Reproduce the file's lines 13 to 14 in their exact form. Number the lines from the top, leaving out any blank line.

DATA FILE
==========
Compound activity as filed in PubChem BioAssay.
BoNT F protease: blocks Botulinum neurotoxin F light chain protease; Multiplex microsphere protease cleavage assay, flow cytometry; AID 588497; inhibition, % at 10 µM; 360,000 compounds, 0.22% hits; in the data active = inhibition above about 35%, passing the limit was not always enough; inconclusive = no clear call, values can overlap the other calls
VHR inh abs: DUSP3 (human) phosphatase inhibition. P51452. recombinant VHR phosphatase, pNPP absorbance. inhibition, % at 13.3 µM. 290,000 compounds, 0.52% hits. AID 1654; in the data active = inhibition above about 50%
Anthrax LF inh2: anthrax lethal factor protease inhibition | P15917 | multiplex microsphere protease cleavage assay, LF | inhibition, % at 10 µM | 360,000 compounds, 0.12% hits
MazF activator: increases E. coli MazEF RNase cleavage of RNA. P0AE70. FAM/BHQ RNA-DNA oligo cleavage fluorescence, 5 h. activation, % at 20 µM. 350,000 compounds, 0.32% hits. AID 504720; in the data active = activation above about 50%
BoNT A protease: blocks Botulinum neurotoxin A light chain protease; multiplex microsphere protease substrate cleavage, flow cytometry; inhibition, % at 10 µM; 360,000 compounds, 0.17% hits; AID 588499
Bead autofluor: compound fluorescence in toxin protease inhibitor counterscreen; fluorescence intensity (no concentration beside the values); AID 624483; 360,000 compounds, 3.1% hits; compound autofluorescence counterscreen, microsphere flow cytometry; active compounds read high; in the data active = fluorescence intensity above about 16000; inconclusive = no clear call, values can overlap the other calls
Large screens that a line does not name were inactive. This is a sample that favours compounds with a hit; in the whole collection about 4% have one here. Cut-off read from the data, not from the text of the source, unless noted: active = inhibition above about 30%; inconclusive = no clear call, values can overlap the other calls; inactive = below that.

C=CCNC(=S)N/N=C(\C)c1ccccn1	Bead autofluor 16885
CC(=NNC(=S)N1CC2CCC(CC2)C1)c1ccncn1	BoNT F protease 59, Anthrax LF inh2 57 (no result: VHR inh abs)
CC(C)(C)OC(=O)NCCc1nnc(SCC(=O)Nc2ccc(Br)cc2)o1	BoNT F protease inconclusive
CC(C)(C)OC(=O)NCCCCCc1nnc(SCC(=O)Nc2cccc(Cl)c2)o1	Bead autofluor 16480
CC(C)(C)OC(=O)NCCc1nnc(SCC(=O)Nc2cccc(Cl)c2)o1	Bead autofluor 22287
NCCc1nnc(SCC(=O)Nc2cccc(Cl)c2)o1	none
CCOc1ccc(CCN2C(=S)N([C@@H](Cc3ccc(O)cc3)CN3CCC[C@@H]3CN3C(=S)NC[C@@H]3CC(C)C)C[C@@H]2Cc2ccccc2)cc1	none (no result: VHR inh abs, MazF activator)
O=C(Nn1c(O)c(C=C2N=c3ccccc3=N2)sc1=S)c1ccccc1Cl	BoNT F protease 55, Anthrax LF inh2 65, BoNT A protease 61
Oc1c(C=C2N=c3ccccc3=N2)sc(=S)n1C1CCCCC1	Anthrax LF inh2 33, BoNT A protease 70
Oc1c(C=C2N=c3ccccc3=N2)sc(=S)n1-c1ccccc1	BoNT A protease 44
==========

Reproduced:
CC(C)(C)OC(=O)NCCc1nnc(SCC(=O)Nc2cccc(Cl)c2)o1	Bead autofluor 22287
NCCc1nnc(SCC(=O)Nc2cccc(Cl)c2)o1	none